Does size really matter?
Of the top 10 markets in terms of start-up funding raised in 2021, 7 and 8 are also in the top 10 in terms of population and GDP respectively
Often when we share a breakdown of funding raised by country (I’ve reshared the latest map below for ease of reference), some argue that the numbers are skewed by population - and therefore market - sizes. It is a valid point to make of course; after all, Nigeria is about 2,000 times more populated than the Seychelles... Overall, of the 10 most populous countries in Africa, 7 are in the top 10 in terms of funding raised; Ethiopia (#2 in population* vs #20 in funding raised), DRC (#4 vs. #13) and Sudan (#10 vs. #19) are the ones missing the mark. The three countries punching above their population weight are Senegal, Ghana and Morocco. If we look at funding per capita (amount raised divided by population), the continental average ($3.2 pc) is an interesting comparison point but one shouldn’t read too much into it, as it hides very strong differences. South Africa is leading the way with close to $16 raised per capita. It is followed by Senegal ($13.3 pc; $1.3 pc if we exclude Wave’s $200m Series A though). Kenya and Nigeria are on par: Nigerian start-ups raised about 4 times the amount raised by their Kenyan counterparts, but the population ratio is also around 1:4. Egypt closes the top 5. All other countries fall below the continental ‘average’: from $2 (Tunisia) to $0.1 (DRC), with the notable exception of Namibia ($8.2m for a population of 2.5m i.e. $3.2 pc). Another interesting exercise is to compare funding raised and GDP*. Of the 10 countries with the highest GDP, 8 make it to the top 10 in terms of funding raised. Ethiopia again (6th largest economy, #20 in funding raised) and Cote d’Ivoire are the exceptions, replaced in the top 10 by Senegal and Uganda. In terms of funding raised expressed as percentage of total GDP, the continental ‘average’ stands at 0.18% of GDP. Senegal (with $222m raised for a GDP of approx. $25b) is way ahead of the group (0.9%), followed by Kenya (0.41%), Nigeria (0.36%), South Africa (0.28%) and finally Egypt (0.16%).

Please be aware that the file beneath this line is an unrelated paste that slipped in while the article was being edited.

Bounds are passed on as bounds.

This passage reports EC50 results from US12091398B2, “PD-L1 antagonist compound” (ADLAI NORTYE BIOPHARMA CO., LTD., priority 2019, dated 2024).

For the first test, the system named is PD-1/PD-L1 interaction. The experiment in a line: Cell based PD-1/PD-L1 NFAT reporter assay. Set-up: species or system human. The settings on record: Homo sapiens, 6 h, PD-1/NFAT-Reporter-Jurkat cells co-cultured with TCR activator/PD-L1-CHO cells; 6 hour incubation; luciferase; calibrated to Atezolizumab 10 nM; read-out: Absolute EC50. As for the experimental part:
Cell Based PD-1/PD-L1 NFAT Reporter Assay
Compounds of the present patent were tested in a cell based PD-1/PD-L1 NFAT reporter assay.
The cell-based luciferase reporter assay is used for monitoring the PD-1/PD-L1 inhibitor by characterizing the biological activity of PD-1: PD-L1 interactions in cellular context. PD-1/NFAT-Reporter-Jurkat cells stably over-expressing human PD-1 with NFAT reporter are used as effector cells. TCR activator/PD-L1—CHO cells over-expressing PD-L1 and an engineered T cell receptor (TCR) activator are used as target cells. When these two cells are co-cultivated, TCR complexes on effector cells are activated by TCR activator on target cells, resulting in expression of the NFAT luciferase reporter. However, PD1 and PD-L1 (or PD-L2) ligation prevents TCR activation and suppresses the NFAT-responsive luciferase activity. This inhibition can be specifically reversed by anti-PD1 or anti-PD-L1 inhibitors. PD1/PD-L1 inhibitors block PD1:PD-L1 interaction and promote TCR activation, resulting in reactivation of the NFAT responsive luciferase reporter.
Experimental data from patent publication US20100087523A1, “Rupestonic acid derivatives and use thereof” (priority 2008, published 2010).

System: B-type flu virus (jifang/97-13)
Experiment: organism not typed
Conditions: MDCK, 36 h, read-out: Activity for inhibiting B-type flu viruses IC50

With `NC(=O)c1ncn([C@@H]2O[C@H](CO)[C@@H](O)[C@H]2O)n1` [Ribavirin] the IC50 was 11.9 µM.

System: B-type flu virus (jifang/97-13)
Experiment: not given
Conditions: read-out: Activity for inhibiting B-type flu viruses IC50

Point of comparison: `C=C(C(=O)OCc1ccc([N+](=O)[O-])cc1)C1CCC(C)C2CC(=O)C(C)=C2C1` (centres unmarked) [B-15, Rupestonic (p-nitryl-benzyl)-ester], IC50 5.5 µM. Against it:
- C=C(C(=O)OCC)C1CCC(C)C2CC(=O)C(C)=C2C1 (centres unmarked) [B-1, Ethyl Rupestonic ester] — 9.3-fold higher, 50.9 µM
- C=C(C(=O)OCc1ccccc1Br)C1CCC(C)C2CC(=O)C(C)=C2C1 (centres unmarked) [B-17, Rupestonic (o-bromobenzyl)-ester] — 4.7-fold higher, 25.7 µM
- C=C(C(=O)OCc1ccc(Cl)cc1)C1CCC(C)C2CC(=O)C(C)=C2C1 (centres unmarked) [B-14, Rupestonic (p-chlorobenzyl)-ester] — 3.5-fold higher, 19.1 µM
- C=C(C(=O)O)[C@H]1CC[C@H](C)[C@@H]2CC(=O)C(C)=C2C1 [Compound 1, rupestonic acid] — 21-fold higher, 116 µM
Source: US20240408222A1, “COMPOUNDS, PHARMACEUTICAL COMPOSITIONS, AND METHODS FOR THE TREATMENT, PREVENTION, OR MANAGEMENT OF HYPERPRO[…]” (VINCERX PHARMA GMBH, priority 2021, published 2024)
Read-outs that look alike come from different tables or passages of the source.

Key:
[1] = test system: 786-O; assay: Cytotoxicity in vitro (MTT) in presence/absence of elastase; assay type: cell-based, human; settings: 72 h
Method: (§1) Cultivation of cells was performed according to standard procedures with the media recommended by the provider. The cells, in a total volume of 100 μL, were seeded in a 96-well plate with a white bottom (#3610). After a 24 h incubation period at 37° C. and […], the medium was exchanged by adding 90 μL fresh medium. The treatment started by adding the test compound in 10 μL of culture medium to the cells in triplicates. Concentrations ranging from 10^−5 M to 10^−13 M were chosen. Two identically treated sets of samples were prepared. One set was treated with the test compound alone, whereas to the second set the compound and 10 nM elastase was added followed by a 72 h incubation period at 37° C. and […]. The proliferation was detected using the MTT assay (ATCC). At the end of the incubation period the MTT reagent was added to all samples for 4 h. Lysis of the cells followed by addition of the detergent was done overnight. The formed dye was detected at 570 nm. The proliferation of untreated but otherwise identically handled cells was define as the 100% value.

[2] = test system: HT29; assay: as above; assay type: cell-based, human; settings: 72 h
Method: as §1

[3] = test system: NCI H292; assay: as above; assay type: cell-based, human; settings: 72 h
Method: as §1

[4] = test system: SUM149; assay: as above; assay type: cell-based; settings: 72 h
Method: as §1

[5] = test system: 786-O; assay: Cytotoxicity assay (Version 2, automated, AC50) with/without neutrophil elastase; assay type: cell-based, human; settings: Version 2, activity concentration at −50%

It would obviously be interesting to compare funding - in absolute numbers, per capita and as a percentage of GDP - to other regions, but that’s for another story 😉 We always enjoy seeing our maps and graphs pop up on social media or in presentations, so don’t hesitate to share them!
In case you missed it, I’m also including this extra graph I later published to complement this post:
* Source: World Bank, 2020